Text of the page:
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FAITH FRONT

Schools that graduate thieves

January 01, 2006|Dennis Prager | Dennis Prager's nationally syndicated radio show is heard daily in Los Angeles on KRLA-AM (870). He may be contacted through his website: www.dennisprager.com.

ASSUMING YOU can name the Ten Commandments -- meaning, you've received some education outside a secular high school or university -- which of them is the most violated?

I offer "Do not steal."

Other than worshipping false gods, none other comes close.

People increasingly assume that stealing isn't that big a deal, or they deny they engage in theft when in fact they do.

A number of years ago, I lectured -- in front of cameras filming for a syndication pilot -- to three groups of high school students in Cleveland. The students represented diverse socioeconomic and ethnic backgrounds. I asked them to raise their hands if they would take something from a department store without paying for it -- if they were absolutely assured they would not get caught.

The vast majority raised their hands. They did so knowing they were on camera! That fact is vital to understanding the contemporary problem.

In the past, many young people stole -- cash from a parent's wallet, candy from a store, etc. But they knew they were stealing, and they would not have proudly announced their thievery in public. They recognized that they had -- permit me to use the word -- sinned.

Not today. For example, vast numbers of young people download copyrighted music from the Internet and, more than ever before, cheat on tests. And many would agree with the high school students in Cleveland -- it's OK if they don't get caught.

Here's why:

* Many young people are taught little or nothing about character development in secular schools, where nearly all spend most of their day. "Right" and "wrong" were replaced in the 1970s with "How do you feel about it?"

* To the extent that schools deal with right and wrong, it is in the arena of social values, not personal behavior. Students are taught what the schools deem correct positions on matters of social concern -- such as war, the environment, social justice -- but little about personal integrity. At the entrance of a highly regarded Los Angeles public school, there is a sign calling for world peace in four languages. Other signs on campus similarly exhort students to adopt various social positions. Not one sign addresses self -- as opposed to social -- amelioration.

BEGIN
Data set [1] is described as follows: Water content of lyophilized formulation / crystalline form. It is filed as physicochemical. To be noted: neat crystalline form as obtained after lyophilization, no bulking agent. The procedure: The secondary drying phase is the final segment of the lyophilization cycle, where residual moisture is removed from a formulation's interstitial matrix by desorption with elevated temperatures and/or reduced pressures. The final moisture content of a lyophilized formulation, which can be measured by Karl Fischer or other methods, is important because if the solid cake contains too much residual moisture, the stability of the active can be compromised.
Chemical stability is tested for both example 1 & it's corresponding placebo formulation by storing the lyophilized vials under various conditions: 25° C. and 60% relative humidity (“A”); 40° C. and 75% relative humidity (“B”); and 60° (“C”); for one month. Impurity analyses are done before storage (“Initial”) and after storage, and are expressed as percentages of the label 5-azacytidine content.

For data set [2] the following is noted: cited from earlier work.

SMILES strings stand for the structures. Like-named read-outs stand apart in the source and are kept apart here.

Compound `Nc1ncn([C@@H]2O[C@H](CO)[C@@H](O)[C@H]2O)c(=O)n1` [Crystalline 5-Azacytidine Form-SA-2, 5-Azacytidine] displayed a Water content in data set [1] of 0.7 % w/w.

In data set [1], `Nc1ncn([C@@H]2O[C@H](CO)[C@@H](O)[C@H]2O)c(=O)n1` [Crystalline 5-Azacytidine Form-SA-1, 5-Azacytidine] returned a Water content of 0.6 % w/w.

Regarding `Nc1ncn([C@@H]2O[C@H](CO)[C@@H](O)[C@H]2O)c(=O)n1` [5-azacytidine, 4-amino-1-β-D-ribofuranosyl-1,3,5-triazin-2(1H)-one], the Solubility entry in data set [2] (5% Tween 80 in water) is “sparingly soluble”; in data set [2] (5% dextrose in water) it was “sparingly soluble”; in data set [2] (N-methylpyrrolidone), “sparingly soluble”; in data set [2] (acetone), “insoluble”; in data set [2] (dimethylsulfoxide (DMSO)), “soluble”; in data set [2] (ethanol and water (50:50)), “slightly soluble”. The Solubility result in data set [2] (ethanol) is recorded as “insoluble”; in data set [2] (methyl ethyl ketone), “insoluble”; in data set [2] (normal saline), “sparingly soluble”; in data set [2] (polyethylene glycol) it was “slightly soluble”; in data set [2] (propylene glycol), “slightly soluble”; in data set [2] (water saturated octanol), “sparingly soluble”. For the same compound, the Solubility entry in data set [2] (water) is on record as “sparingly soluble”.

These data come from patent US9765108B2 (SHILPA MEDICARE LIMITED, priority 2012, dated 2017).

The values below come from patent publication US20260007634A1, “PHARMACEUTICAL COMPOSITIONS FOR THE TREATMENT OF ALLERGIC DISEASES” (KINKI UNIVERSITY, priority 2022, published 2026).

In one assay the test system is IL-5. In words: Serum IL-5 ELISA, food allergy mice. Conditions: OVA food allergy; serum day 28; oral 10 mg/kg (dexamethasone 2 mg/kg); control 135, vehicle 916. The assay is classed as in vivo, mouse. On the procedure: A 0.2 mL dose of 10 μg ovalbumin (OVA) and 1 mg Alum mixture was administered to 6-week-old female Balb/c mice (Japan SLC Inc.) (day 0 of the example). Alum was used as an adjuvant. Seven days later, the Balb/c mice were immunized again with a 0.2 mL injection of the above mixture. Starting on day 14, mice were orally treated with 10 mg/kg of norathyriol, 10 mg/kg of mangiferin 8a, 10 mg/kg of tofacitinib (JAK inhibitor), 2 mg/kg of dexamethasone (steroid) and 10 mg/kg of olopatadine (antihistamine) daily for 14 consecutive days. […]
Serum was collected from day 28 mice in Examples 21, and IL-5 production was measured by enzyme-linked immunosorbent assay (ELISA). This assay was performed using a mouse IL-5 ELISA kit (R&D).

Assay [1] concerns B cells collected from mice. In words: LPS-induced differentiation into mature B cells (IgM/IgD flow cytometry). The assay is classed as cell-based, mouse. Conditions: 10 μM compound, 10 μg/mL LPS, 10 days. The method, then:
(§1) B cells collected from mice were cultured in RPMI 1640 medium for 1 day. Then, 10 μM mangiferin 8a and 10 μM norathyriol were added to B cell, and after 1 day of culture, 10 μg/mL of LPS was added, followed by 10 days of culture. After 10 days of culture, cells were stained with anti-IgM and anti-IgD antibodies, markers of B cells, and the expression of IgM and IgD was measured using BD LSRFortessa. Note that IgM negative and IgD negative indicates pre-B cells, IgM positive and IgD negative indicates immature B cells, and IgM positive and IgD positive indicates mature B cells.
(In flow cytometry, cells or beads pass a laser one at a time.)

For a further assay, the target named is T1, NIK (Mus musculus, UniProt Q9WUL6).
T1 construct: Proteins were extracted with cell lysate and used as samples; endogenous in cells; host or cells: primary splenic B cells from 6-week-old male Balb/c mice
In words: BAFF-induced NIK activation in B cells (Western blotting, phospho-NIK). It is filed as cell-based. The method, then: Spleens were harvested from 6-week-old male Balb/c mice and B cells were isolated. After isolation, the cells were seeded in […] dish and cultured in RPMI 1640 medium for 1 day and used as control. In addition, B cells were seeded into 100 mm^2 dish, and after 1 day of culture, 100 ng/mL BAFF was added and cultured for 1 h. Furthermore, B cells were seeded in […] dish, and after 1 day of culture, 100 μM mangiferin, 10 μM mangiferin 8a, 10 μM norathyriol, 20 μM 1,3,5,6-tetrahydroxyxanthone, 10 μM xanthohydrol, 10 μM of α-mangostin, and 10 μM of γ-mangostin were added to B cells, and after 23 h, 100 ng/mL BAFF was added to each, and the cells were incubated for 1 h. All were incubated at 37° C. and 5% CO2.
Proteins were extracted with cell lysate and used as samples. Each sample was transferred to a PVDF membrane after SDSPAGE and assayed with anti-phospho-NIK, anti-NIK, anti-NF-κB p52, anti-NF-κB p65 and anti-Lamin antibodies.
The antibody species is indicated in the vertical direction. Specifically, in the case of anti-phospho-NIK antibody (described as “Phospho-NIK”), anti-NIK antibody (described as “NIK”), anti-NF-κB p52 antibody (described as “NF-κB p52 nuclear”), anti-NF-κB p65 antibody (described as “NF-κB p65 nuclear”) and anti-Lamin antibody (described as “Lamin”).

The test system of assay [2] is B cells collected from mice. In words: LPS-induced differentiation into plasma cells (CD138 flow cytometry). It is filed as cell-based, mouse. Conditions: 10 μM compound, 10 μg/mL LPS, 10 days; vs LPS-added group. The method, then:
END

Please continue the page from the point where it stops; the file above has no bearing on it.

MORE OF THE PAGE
* To the extent that demands are made on young people, they concern health, not integrity and character. Smoking, for instance, is villainized. Copying software, downloading music without paying for it, cheating on tests, lying on insurance claims are not.

* The schools' dominant liberal-left attitudes toward big business and the poor have deeply affected young people. The Cleveland students' favorite rationalization for shoplifting was that they were stealing from a large department store. Most said they would not steal from a family-owned shop. Big business is so routinely demonized in schools that many young people feel no moral obligation toward it. This moral indifference continues into adulthood. Hence, the number of adults who exaggerate their insurance claims. A moral obligation to the insurance industry? Hah!

* The left-leaning education system similarly rejects property as sacrosanct. "All property is theft" declared the early French socialists, an idea that lingers to this day on the left. This helps explain last year's Supreme Court ruling that private property may be forcefully taken from citizens not only for the public good (to build a needed highway) but also to enable private companies to develop an area to create a larger tax base for government.

* Many people define an action as right or wrong based solely on whether or not it hurts someone. Although that is largely appropriate, it is easily misused. People who steal from a department store, file a false insurance claim, download music without paying, repay no debts after recovering from bankruptcy, etc., engage in such thievery because they convince themselves that no one is hurt.

* For too many people, what's legal is defined as moral, what's illegal as immoral. But it's often legal -- but not moral -- to steal. For instance, taking half an hour of a camera salesman's time so he can show and explain the pros and cons of various cameras to you, then asking him where on the Internet you can get your favorite camera cheaper, is no different from pickpocketing his wallet -- you're stealing his time and money. It's legal, but it's thievery. As is "buying" a dress to wear for a weekend knowing that you intend to return it Monday for a refund.

"Do not steal" is the mother of the other commandments. Murder is stealing a life. Adultery easily leads to stealing a spouse. Coveting is planning to steal what belongs to another. False testimony steals justice. Not honoring parents steals the status of fatherhood and motherhood.

If people lived by "Do not steal" alone, the world would be a near-utopia.

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